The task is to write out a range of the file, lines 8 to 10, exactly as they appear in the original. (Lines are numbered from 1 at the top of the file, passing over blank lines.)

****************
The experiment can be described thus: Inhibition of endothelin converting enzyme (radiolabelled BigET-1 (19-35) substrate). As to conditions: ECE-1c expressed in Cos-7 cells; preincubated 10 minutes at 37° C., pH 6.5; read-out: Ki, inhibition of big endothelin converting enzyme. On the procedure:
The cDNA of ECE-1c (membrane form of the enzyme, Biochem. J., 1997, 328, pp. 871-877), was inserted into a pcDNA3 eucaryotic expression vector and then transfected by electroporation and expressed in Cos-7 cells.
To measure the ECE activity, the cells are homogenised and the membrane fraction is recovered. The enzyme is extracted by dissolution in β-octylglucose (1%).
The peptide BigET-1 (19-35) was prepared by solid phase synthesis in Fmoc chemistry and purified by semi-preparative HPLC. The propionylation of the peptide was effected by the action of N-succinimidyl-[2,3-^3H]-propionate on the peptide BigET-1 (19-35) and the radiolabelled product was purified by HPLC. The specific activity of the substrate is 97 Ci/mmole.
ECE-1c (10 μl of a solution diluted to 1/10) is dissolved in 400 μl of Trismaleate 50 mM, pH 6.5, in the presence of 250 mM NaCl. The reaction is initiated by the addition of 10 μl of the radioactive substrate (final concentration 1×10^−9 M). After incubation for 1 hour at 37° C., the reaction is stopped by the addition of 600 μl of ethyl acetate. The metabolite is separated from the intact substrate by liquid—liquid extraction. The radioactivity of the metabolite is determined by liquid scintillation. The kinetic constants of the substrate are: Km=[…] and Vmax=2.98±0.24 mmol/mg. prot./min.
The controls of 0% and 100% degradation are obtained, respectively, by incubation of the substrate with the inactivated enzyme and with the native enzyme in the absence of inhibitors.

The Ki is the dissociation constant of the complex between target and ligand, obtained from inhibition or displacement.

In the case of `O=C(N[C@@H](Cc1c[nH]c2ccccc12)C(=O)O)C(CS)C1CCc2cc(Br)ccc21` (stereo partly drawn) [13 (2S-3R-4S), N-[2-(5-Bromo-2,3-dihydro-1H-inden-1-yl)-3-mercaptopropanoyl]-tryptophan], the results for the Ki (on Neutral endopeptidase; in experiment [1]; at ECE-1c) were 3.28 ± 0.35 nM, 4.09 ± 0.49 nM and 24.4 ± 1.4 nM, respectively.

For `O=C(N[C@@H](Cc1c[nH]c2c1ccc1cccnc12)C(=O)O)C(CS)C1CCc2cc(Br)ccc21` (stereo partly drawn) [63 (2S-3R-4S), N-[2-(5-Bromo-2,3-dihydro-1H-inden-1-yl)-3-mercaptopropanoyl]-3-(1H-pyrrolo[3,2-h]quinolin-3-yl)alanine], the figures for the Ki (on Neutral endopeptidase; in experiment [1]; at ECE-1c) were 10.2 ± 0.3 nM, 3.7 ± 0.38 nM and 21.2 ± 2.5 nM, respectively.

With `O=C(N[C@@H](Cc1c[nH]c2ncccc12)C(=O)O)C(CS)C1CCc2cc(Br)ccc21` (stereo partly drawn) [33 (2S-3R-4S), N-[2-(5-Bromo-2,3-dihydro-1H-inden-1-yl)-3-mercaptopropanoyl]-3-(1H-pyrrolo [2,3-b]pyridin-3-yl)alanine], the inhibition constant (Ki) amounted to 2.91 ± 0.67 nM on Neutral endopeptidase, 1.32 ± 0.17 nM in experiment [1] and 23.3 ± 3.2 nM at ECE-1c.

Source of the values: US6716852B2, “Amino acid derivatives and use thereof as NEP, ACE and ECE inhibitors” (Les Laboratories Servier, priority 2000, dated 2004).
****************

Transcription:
In the case of `O=C(N[C@@H](Cc1c[nH]c2ccccc12)C(=O)O)C(CS)C1CCc2cc(Br)ccc21` (stereo partly drawn) [13 (2S-3R-4S), N-[2-(5-Bromo-2,3-dihydro-1H-inden-1-yl)-3-mercaptopropanoyl]-tryptophan], the results for the Ki (on Neutral endopeptidase; in experiment [1]; at ECE-1c) were 3.28 ± 0.35 nM, 4.09 ± 0.49 nM and 24.4 ± 1.4 nM, respectively.

For `O=C(N[C@@H](Cc1c[nH]c2c1ccc1cccnc12)C(=O)O)C(CS)C1CCc2cc(Br)ccc21` (stereo partly drawn) [63 (2S-3R-4S), N-[2-(5-Bromo-2,3-dihydro-1H-inden-1-yl)-3-mercaptopropanoyl]-3-(1H-pyrrolo[3,2-h]quinolin-3-yl)alanine], the figures for the Ki (on Neutral endopeptidase; in experiment [1]; at ECE-1c) were 10.2 ± 0.3 nM, 3.7 ± 0.38 nM and 21.2 ± 2.5 nM, respectively.

With `O=C(N[C@@H](Cc1c[nH]c2ncccc12)C(=O)O)C(CS)C1CCc2cc(Br)ccc21` (stereo partly drawn) [33 (2S-3R-4S), N-[2-(5-Bromo-2,3-dihydro-1H-inden-1-yl)-3-mercaptopropanoyl]-3-(1H-pyrrolo [2,3-b]pyridin-3-yl)alanine], the inhibition constant (Ki) amounted to 2.91 ± 0.67 nM on Neutral endopeptidase, 1.32 ± 0.17 nM in experiment [1] and 23.3 ± 3.2 nM at ECE-1c.